Origins of the Non-Aggression PrincipleSubmitted by jruss133 on Tue, 01/07/2014 - 18:52
"Strive not with a man without cause, if he have done thee no harm." Proverbs 3:30
Does anyone here know of an older or better statement of the non-aggression principle than this one by Solomon(around 950BC)? Assuming this is where history first records the principle, then let's have a closer look at what it meant to those people at that time.
Solomon was king in Israel. But in Israel, the NAP was not construed to prohibit the driving out of certain native inhabitants. The "harm" that gave rise to "cause" in this case was guaranteed by the creator himself.
"But if ye will not drive out the inhabitants of the land from before you; then it shall come to pass, that those which ye let remain of them shall be pricks in your eyes, and thorns in your sides, and shall vex you in the land wherein ye dwell. Moreover it shall come to pass, that I shall do unto you, as I thought to do unto them." Numbers 33:55-56
Other apparent examples of indirect "harms" that gave "cause" in Israel include:
Blasphemy (Numbers 24:16)
Sabbath breaking (Numbers 15:32-36)
Worshiping false gods (Deuteronomy 13:12-18)
Then there are the sex crimes including incest, bestiality, and homosexuality.
These laws were in force when Solomon wrote that famous line, "Strive not with a man without cause, if he have done thee no harm."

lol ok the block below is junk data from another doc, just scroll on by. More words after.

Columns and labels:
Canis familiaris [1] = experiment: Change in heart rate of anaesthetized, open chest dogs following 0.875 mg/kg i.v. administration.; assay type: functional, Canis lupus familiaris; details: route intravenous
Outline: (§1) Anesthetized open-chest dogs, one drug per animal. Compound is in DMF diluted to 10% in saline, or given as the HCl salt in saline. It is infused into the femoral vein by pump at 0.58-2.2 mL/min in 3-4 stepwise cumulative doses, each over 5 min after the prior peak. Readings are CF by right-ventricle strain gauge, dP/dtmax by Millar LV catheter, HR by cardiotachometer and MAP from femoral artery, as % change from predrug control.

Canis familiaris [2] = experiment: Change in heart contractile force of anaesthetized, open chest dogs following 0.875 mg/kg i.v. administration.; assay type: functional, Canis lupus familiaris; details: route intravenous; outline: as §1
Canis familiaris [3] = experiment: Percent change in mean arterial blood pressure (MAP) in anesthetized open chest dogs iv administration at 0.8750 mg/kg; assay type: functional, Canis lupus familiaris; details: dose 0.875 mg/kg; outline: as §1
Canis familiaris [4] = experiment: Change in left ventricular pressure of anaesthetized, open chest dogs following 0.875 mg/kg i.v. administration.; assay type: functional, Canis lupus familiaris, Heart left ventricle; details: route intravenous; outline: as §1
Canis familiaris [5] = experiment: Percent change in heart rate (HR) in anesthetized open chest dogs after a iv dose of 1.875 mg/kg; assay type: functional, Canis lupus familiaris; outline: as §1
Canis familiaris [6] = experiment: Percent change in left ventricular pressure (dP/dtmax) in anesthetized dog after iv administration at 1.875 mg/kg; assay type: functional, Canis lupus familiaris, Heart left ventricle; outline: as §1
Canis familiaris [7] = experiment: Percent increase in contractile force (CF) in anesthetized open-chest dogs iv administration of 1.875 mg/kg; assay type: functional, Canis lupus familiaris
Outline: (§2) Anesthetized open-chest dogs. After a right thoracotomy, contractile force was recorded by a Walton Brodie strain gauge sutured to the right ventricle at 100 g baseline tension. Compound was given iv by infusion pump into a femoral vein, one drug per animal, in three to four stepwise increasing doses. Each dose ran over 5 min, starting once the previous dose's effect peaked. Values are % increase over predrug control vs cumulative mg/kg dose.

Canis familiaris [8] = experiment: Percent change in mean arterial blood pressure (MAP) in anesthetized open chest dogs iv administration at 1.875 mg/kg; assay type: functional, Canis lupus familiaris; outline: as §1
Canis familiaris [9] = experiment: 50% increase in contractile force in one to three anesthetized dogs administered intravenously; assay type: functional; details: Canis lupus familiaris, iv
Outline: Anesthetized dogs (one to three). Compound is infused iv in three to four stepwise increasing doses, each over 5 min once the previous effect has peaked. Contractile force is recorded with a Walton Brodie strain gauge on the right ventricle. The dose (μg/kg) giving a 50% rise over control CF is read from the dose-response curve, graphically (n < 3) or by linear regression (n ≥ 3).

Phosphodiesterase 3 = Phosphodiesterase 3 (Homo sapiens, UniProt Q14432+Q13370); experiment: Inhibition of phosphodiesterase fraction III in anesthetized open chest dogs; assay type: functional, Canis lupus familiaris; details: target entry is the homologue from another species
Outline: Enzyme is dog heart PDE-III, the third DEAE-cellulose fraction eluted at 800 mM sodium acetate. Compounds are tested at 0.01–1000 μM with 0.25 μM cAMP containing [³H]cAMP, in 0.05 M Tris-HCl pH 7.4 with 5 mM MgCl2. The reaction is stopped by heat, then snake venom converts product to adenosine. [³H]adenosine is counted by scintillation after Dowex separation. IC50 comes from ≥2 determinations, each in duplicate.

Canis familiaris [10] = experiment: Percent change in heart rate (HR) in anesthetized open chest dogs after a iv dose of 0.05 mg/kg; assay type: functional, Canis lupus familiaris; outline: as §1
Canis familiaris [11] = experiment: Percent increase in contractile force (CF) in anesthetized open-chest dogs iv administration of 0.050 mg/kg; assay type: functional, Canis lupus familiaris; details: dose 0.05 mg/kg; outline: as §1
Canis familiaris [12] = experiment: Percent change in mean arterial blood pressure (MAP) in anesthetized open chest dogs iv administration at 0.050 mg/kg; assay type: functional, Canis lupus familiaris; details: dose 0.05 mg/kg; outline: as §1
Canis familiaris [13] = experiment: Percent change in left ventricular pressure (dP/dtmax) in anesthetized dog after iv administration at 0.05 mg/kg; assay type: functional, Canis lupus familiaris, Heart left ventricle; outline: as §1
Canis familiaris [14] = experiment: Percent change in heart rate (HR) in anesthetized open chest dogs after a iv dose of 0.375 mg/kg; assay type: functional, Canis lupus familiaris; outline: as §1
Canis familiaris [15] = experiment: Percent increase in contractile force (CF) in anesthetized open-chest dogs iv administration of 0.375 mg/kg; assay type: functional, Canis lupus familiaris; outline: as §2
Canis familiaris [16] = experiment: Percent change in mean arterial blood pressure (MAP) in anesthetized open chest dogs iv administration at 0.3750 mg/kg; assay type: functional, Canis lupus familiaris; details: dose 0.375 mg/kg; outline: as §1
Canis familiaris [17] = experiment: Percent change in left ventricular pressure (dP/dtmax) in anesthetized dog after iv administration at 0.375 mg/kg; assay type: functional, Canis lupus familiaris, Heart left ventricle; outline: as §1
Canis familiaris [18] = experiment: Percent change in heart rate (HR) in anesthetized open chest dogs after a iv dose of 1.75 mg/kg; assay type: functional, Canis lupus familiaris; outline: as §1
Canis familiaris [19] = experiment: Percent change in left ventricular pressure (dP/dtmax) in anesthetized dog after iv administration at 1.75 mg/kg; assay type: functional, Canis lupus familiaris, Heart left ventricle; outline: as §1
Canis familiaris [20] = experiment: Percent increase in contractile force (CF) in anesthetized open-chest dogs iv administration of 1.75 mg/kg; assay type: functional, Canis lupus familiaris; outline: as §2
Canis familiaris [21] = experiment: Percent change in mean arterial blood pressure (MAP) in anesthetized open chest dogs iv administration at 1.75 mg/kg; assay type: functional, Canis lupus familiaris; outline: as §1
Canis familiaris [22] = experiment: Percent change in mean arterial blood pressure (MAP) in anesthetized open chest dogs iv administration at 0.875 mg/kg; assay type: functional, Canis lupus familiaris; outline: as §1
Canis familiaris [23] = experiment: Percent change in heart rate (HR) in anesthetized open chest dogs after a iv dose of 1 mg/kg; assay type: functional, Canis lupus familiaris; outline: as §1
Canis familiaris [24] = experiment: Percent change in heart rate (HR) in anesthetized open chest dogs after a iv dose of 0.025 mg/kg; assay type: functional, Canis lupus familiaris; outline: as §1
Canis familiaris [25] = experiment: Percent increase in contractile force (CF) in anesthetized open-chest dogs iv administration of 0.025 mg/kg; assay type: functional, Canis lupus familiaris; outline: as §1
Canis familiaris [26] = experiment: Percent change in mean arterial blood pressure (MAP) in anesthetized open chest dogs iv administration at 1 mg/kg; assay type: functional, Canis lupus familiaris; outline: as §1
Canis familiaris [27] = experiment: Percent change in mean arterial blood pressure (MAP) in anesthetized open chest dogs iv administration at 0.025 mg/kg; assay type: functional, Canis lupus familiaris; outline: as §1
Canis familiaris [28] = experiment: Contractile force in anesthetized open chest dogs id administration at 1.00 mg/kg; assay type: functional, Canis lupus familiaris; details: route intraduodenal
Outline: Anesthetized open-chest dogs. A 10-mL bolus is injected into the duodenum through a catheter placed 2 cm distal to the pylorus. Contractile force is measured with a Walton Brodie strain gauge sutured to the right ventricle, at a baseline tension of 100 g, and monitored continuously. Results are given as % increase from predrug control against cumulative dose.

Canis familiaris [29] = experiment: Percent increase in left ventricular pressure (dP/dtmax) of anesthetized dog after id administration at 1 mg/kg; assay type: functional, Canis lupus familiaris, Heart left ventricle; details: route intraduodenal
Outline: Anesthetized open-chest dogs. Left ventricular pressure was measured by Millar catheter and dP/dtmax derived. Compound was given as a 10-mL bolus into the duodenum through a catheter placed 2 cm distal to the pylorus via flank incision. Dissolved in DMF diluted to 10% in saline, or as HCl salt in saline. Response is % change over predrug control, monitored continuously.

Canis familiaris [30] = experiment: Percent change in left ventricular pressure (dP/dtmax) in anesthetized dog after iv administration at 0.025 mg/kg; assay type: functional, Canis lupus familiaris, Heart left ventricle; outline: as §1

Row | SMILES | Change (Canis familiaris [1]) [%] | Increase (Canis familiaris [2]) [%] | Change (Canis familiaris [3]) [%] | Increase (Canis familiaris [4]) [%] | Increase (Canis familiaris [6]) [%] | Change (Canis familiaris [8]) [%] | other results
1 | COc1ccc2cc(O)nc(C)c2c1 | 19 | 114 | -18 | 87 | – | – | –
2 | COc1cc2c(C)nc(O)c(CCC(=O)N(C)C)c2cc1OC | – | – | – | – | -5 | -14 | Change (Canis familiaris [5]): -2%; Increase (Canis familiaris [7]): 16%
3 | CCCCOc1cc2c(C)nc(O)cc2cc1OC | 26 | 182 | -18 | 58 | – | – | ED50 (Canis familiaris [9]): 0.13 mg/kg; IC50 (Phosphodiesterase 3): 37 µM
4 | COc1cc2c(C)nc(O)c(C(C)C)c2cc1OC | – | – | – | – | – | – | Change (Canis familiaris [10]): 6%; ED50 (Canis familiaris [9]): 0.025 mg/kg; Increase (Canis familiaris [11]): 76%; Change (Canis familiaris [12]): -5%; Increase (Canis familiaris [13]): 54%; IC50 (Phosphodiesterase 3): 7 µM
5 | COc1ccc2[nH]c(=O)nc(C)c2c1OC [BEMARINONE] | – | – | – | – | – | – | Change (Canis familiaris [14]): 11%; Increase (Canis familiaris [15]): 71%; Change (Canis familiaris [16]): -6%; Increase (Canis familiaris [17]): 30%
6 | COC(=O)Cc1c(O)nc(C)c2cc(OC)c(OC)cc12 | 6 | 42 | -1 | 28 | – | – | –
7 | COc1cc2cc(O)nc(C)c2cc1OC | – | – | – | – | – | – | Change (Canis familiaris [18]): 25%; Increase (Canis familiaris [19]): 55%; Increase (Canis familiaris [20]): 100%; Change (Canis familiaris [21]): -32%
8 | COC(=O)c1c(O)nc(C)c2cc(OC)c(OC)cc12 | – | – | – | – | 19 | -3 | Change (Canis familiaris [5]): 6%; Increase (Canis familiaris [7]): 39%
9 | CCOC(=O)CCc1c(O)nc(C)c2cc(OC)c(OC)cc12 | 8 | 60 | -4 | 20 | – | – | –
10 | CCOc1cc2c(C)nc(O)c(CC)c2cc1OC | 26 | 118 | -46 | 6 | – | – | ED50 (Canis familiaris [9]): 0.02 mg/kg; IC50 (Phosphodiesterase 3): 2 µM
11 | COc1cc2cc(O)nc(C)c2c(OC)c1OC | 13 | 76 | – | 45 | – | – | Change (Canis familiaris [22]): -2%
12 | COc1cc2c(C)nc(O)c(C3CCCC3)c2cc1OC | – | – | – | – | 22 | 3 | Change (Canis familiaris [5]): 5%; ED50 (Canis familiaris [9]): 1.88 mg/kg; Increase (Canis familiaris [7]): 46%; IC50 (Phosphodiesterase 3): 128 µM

These laws, their indirect "harms," and the "cause" they describe serve as evidence, strong or weak, of state interest in prohibiting that conduct. This sort of law was affirmed, passing "rational basis" review and serving a legitimate state interest to promote morality(Bowers v Hardwick), until 2003. That has now been overruled(see Lawrence v Texas, 2003). "(T)he protected right of homosexual adults to engage in intimate, consensual conduct... has been accepted as an integral part of human freedom in many other countries. There has been no showing that in this country the governmental interest in circumscribing personal choice is somehow more legitimate or urgent... The Texas statute furthers no legitimate state interest which can justify its intrusion into the personal and private life of the individual."
By the way, Ron Paul introduced legislation(We the People Act) that would nullify Lawrence by removing the question from the supreme court entirely and sending it back to the states. It did not pass, but I digress.
So what do you think? Is there a legitimate state interest to justify the laws cited(Blasphemy, Sabbath breaking, Worshiping false gods, Homosexuality, Bestiality, Incest)? Why? Or why not?
"Devise not evil against thy neighbour, seeing he dwelleth securely by thee. Strive not with a man without cause, if he have done thee no harm." Proverbs 3:29-30